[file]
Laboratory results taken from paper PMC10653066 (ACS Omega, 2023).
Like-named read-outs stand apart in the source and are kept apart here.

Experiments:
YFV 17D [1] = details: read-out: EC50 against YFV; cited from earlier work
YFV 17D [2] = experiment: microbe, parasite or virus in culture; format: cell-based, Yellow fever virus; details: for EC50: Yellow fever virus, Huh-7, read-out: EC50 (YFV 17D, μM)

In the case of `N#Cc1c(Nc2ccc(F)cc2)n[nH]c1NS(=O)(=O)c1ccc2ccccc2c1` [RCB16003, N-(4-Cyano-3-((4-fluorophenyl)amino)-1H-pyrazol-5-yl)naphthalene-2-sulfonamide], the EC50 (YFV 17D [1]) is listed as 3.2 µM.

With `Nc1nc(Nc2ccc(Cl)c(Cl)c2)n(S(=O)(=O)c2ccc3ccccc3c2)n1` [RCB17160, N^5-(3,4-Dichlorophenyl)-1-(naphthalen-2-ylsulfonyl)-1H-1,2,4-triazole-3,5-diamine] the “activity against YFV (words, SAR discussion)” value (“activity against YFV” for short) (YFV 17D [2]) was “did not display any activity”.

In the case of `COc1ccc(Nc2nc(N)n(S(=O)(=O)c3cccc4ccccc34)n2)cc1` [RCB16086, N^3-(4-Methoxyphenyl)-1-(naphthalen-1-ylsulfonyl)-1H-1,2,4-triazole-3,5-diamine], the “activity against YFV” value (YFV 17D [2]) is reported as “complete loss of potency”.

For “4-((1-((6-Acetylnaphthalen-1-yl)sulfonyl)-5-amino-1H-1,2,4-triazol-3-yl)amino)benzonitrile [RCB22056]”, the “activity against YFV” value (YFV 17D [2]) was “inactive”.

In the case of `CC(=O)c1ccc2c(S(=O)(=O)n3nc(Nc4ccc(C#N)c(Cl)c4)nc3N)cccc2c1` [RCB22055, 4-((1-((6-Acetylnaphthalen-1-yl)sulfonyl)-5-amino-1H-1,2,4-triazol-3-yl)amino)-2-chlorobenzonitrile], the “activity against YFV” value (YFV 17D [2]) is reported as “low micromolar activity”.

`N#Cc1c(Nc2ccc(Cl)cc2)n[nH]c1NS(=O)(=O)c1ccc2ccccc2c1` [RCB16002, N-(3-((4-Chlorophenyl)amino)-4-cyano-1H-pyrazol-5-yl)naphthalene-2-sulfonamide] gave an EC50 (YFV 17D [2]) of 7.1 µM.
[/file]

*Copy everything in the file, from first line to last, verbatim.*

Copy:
Laboratory results taken from paper PMC10653066 (ACS Omega, 2023).
Like-named read-outs stand apart in the source and are kept apart here.

Experiments:
YFV 17D [1] = details: read-out: EC50 against YFV; cited from earlier work
YFV 17D [2] = experiment: microbe, parasite or virus in culture; format: cell-based, Yellow fever virus; details: for EC50: Yellow fever virus, Huh-7, read-out: EC50 (YFV 17D, μM)

In the case of `N#Cc1c(Nc2ccc(F)cc2)n[nH]c1NS(=O)(=O)c1ccc2ccccc2c1` [RCB16003, N-(4-Cyano-3-((4-fluorophenyl)amino)-1H-pyrazol-5-yl)naphthalene-2-sulfonamide], the EC50 (YFV 17D [1]) is listed as 3.2 µM.

With `Nc1nc(Nc2ccc(Cl)c(Cl)c2)n(S(=O)(=O)c2ccc3ccccc3c2)n1` [RCB17160, N^5-(3,4-Dichlorophenyl)-1-(naphthalen-2-ylsulfonyl)-1H-1,2,4-triazole-3,5-diamine] the “activity against YFV (words, SAR discussion)” value (“activity against YFV” for short) (YFV 17D [2]) was “did not display any activity”.

In the case of `COc1ccc(Nc2nc(N)n(S(=O)(=O)c3cccc4ccccc34)n2)cc1` [RCB16086, N^3-(4-Methoxyphenyl)-1-(naphthalen-1-ylsulfonyl)-1H-1,2,4-triazole-3,5-diamine], the “activity against YFV” value (YFV 17D [2]) is reported as “complete loss of potency”.

For “4-((1-((6-Acetylnaphthalen-1-yl)sulfonyl)-5-amino-1H-1,2,4-triazol-3-yl)amino)benzonitrile [RCB22056]”, the “activity against YFV” value (YFV 17D [2]) was “inactive”.

In the case of `CC(=O)c1ccc2c(S(=O)(=O)n3nc(Nc4ccc(C#N)c(Cl)c4)nc3N)cccc2c1` [RCB22055, 4-((1-((6-Acetylnaphthalen-1-yl)sulfonyl)-5-amino-1H-1,2,4-triazol-3-yl)amino)-2-chlorobenzonitrile], the “activity against YFV” value (YFV 17D [2]) is reported as “low micromolar activity”.

`N#Cc1c(Nc2ccc(Cl)cc2)n[nH]c1NS(=O)(=O)c1ccc2ccccc2c1` [RCB16002, N-(3-((4-Chlorophenyl)amino)-4-cyano-1H-pyrazol-5-yl)naphthalene-2-sulfonamide] gave an EC50 (YFV 17D [2]) of 7.1 µM.